Let’s face it; just the thought of taking a trip with your cat is stressful.
Most kitties do not travel well. Usually, there’s going to be a lot of meowing, yowling, cowering, and maybe a fair bit of mess.
But there are things you can do to make it easier for you and, more importantly, for your cat.
Here’s what you need to know.
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You Need a Secure Carrier
Regardless of the means of travel, you’re going to need an appropriately safe, and secure cat carrier of some type.
If you’re just going a small distance on foot, you could decide to use a simple soft-sided cat carrier or a cat backpack. But, if you’re traveling in a car, train or even a plane, you will need something more substantial.
If you’re in a car, don’t risk allowing your cat to wander freely around your back seat. It might seem like you’re giving your cat more room to roam and that probably feels like a good idea, but there’s a lot of danger in having a loose cat in a small moving vehicle.
If you forget and open a window, your cat could easily escape. Additionally, there’s the risk that they might start attacking your legs and cause an accident. And, if there is an accident, and they aren’t in a secured carrier, then they become a free-floating object traveling at a speed that will be very likely to cause them and you serious injury.
So, get yourself a carrier that’s strong, reliable, and easy to use. Picking something that’s also easy to clean is a good idea too because cats have a habit of urinating when they’re nervous or even throwing up.
We’ll look at some specific issues to think of when traveling on trains and planes later on, but first, let’s discuss the carrier you might need.
What Kind of Carrier is Best?
For short-term travel and brief trips, as we said, you might decide that a cat backpack is a fun alternative to the standard crate. However, this won’t always be the ideal solution.
For plane, train, bus, or car travel, make sure your carrier is:
- Sturdy and durable: Choose something made of a secure material like plastic or plastic-coated metal. Fabric products (soft-skinned carriers and backpacks) aren’t as easy to use, offer less protection for your cat, and are likely to get damaged much more easily. Carriers made of plastic are much easier to clean as well.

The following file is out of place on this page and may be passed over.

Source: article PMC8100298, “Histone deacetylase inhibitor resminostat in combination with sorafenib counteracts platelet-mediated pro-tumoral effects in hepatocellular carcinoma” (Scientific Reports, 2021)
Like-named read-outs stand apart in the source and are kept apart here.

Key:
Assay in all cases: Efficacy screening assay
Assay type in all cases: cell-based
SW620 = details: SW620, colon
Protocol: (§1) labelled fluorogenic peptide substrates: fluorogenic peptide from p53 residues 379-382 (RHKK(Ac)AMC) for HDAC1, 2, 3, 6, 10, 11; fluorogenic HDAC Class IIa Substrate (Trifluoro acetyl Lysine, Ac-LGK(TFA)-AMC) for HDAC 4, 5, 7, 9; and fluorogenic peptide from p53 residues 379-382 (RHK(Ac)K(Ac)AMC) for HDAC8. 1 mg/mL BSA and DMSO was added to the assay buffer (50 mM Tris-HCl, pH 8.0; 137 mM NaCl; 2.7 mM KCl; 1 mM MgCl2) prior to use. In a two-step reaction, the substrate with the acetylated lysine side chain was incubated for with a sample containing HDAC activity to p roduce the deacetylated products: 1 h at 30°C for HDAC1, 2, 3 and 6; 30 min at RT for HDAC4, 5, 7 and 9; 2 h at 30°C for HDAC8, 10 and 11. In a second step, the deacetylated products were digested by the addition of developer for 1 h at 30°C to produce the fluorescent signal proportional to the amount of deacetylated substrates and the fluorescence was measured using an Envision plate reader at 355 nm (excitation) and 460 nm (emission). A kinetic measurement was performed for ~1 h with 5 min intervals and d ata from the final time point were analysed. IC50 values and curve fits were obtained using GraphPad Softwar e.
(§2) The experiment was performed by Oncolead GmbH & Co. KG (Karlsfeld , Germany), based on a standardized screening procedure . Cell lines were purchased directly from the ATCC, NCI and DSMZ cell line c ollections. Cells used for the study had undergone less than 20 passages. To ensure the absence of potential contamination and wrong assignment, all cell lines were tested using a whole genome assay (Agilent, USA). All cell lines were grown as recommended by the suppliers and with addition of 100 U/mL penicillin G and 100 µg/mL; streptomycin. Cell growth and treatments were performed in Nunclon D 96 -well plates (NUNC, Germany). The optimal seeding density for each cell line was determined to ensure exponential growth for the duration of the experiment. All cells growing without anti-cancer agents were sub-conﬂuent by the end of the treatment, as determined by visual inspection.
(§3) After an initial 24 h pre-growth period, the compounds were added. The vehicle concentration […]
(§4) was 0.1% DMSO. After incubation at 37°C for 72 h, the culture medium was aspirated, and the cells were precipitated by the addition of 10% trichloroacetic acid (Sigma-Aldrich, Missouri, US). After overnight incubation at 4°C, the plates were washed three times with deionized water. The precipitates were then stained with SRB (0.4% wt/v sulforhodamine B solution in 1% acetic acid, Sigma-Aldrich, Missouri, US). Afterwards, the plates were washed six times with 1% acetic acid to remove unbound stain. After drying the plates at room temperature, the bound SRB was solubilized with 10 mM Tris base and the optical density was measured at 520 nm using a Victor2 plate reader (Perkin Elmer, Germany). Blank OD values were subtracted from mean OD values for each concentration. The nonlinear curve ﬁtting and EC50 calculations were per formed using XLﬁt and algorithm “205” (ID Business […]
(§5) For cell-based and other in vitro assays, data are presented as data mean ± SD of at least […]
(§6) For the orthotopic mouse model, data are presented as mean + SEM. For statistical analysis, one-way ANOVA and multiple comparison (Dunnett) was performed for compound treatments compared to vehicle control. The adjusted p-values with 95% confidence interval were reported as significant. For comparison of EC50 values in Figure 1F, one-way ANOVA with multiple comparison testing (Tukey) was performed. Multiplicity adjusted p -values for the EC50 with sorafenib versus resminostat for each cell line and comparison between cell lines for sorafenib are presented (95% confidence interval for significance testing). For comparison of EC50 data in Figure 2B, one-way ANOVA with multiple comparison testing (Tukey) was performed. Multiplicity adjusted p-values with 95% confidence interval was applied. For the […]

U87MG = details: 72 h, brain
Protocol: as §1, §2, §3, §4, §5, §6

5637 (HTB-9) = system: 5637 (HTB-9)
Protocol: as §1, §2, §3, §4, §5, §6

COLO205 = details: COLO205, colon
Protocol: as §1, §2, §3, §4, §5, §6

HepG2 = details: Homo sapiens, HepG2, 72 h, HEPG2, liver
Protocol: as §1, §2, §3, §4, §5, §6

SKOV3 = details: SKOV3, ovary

- Easy access: You need a carrier that makes it easy to get your cat in and out. Ideally, something that has front and top openings will make your life a lot easier. If you can’t have both, make sure the door that is available is wide enough.
- Suitable size: Your cat needs enough room to stand up, turn around, and lie down comfortably. The happier your kitty is, the easier your trip is going to be.
- Private: Your cat probably doesn’t want to be on display when they’re feeling anxious. Sides offering privacy and concealment will make them feel more comfortable when they’re traveling, as does covering with a blanket. A few slits for ventilation are fine – these are also helpful when you want to sneak treats to your cat. If you do cover your travel crate make sure enough air is getting to your cat (most fabrics thrown over will be fine).
Traveling by Train or Plane
Travelling by train with a cat is similar to travelling by car. On a train or bus, you still need to use the right carrier. However, it’s extra important to ensure that your carrier is extra secure.
Make sure that it’s lightweight enough to carry and compact – so it can fit on your lap if there’s not much room.
It’s best to stick with a solid base on your carrier for this kind of travel, rather than a grate. If your cat urinates or vomits, you don’t want it to go all over your legs, or the seats. Line the carrier with absorbent material if you need to and take a spare blanket for a long journey.
If you’re going on a plane, think about the airline you’re travelling with, and what kind of support they offer. Some airlines allow cats to travel in the cabin and others have a special part of the hold.
Although this isn’t always easy, try and book your cat onto a direct flight if you can. This will reduce the amount they need to be disturbed for transfer, and prevent any problems associated with waiting around.